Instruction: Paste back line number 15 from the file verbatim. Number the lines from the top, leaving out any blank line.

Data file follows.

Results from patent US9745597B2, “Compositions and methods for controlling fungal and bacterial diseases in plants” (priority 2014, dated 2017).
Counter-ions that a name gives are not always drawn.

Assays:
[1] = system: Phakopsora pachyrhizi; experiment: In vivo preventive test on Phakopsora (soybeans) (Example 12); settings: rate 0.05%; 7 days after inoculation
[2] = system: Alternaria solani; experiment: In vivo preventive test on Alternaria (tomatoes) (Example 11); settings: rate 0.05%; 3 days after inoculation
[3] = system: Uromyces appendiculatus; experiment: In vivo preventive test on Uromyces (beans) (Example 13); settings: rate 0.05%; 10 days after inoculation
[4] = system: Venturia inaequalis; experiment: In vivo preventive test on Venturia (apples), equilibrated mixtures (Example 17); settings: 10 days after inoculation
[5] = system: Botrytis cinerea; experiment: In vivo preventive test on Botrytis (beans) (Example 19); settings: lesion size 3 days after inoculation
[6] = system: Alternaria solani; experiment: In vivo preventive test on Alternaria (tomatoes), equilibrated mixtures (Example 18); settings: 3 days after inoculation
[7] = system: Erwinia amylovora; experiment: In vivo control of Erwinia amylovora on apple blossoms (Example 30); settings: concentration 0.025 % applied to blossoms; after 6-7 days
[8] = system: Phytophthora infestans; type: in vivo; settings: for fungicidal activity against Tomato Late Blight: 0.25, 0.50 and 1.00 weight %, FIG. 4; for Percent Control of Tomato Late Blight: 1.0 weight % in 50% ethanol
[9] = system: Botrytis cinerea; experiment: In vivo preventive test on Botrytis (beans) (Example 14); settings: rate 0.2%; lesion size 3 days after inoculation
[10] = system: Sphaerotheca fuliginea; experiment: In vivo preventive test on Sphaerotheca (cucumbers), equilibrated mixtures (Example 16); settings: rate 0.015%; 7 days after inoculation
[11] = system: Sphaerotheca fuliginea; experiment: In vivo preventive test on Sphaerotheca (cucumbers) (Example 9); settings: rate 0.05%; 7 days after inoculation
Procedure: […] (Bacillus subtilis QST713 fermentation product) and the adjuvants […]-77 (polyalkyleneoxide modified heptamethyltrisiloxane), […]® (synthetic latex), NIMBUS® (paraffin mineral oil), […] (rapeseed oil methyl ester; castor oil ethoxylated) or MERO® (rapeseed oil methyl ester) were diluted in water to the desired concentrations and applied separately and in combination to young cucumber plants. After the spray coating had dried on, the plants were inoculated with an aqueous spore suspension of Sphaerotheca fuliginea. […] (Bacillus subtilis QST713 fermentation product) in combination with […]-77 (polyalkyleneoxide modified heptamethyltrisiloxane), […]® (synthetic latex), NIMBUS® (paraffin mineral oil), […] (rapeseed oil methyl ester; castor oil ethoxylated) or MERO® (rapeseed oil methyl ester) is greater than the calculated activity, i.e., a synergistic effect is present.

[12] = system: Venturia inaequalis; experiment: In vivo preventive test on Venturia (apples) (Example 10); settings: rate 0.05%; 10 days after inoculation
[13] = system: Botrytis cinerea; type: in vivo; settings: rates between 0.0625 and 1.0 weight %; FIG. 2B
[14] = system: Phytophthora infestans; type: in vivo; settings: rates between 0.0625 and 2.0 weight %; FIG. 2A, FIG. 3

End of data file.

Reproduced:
Procedure: […] (Bacillus subtilis QST713 fermentation product) and the adjuvants […]-77 (polyalkyleneoxide modified heptamethyltrisiloxane), […]® (synthetic latex), NIMBUS® (paraffin mineral oil), […] (rapeseed oil methyl ester; castor oil ethoxylated) or MERO® (rapeseed oil methyl ester) were diluted in water to the desired concentrations and applied separately and in combination to young cucumber plants. After the spray coating had dried on, the plants were inoculated with an aqueous spore suspension of Sphaerotheca fuliginea. […] (Bacillus subtilis QST713 fermentation product) in combination with […]-77 (polyalkyleneoxide modified heptamethyltrisiloxane), […]® (synthetic latex), NIMBUS® (paraffin mineral oil), […] (rapeseed oil methyl ester; castor oil ethoxylated) or MERO® (rapeseed oil methyl ester) is greater than the calculated activity, i.e., a synergistic effect is present.